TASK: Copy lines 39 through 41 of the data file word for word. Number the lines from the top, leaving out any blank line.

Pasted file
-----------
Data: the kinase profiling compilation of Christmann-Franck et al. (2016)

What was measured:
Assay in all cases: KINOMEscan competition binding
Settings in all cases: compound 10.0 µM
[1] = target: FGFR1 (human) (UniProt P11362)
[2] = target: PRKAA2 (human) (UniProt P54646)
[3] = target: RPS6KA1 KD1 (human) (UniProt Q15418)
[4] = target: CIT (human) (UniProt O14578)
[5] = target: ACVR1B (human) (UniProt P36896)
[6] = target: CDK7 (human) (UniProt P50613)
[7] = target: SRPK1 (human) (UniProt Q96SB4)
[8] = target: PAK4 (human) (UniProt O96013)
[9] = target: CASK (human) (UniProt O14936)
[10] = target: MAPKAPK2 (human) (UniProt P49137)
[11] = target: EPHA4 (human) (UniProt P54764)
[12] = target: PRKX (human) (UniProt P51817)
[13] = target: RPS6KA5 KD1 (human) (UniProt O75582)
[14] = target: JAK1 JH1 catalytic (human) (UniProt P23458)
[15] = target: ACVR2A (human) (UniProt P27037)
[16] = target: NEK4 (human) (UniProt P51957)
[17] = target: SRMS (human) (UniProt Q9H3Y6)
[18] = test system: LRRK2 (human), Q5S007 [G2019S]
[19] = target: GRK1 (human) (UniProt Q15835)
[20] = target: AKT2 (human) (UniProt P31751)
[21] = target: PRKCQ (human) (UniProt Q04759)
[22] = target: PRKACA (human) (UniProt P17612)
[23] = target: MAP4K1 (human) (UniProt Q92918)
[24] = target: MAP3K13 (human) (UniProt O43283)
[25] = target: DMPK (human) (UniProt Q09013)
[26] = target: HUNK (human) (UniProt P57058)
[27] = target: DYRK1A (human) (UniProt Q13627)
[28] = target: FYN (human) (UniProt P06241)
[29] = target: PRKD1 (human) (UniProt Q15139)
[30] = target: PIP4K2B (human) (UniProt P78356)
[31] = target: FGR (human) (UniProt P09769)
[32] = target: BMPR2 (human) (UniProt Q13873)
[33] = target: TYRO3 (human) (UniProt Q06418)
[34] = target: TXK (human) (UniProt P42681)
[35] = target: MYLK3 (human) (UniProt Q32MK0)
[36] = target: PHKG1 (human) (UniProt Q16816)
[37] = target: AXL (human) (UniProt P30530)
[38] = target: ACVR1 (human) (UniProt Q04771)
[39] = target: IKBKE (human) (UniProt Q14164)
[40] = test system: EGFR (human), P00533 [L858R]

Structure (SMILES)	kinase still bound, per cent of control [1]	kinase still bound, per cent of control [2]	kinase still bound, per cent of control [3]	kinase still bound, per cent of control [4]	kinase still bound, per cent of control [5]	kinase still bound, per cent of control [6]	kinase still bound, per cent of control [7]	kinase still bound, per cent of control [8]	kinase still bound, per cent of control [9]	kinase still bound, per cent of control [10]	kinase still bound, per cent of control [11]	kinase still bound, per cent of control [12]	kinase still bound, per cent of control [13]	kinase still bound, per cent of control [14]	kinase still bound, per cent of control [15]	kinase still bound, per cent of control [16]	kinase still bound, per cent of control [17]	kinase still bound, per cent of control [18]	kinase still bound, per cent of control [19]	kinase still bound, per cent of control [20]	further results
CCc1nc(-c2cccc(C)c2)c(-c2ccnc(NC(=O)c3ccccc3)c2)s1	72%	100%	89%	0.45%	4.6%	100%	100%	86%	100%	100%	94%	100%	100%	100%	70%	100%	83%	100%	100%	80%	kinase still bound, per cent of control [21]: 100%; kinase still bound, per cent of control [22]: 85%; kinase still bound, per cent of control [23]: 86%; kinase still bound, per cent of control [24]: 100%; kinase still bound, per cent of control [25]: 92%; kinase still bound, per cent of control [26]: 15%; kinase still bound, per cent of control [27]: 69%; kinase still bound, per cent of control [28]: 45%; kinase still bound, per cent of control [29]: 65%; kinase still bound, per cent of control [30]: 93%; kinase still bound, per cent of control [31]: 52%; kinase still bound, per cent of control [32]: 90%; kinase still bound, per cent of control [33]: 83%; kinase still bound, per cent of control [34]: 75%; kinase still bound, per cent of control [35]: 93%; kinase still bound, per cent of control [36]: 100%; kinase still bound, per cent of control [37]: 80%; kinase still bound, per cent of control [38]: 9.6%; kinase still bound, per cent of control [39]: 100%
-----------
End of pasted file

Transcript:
[35] = target: MYLK3 (human) (UniProt Q32MK0)
[36] = target: PHKG1 (human) (UniProt Q16816)
[37] = target: AXL (human) (UniProt P30530)